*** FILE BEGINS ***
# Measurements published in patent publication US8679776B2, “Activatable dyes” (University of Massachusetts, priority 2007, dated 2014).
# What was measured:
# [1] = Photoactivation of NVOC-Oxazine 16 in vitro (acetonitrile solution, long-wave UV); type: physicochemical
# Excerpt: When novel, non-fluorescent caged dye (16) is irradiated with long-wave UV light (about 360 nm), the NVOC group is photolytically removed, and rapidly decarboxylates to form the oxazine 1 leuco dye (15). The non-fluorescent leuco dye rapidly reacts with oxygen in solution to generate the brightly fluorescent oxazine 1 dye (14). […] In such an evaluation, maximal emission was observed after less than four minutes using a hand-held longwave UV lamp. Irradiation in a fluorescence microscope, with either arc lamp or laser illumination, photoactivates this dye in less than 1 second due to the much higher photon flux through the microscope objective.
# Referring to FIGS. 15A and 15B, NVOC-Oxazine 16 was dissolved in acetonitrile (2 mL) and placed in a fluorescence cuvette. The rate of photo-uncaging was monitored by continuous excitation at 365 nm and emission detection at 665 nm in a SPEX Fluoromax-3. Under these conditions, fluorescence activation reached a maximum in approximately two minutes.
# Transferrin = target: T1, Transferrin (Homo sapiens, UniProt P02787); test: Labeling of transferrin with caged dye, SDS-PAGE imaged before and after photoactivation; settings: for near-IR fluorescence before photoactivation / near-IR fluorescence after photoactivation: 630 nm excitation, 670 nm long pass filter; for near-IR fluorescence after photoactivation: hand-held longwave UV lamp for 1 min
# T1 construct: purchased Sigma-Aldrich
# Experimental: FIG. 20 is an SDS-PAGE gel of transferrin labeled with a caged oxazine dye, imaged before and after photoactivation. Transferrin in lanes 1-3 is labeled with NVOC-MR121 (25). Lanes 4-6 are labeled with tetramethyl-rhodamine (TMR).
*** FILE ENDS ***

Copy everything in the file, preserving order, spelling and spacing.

# Measurements published in patent publication US8679776B2, “Activatable dyes” (University of Massachusetts, priority 2007, dated 2014).
# What was measured:
# [1] = Photoactivation of NVOC-Oxazine 16 in vitro (acetonitrile solution, long-wave UV); type: physicochemical
# Excerpt: When novel, non-fluorescent caged dye (16) is irradiated with long-wave UV light (about 360 nm), the NVOC group is photolytically removed, and rapidly decarboxylates to form the oxazine 1 leuco dye (15). The non-fluorescent leuco dye rapidly reacts with oxygen in solution to generate the brightly fluorescent oxazine 1 dye (14). […] In such an evaluation, maximal emission was observed after less than four minutes using a hand-held longwave UV lamp. Irradiation in a fluorescence microscope, with either arc lamp or laser illumination, photoactivates this dye in less than 1 second due to the much higher photon flux through the microscope objective.
# Referring to FIGS. 15A and 15B, NVOC-Oxazine 16 was dissolved in acetonitrile (2 mL) and placed in a fluorescence cuvette. The rate of photo-uncaging was monitored by continuous excitation at 365 nm and emission detection at 665 nm in a SPEX Fluoromax-3. Under these conditions, fluorescence activation reached a maximum in approximately two minutes.
# Transferrin = target: T1, Transferrin (Homo sapiens, UniProt P02787); test: Labeling of transferrin with caged dye, SDS-PAGE imaged before and after photoactivation; settings: for near-IR fluorescence before photoactivation / near-IR fluorescence after photoactivation: 630 nm excitation, 670 nm long pass filter; for near-IR fluorescence after photoactivation: hand-held longwave UV lamp for 1 min
# T1 construct: purchased Sigma-Aldrich
# Experimental: FIG. 20 is an SDS-PAGE gel of transferrin labeled with a caged oxazine dye, imaged before and after photoactivation. Transferrin in lanes 1-3 is labeled with NVOC-MR121 (25). Lanes 4-6 are labeled with tetramethyl-rhodamine (TMR).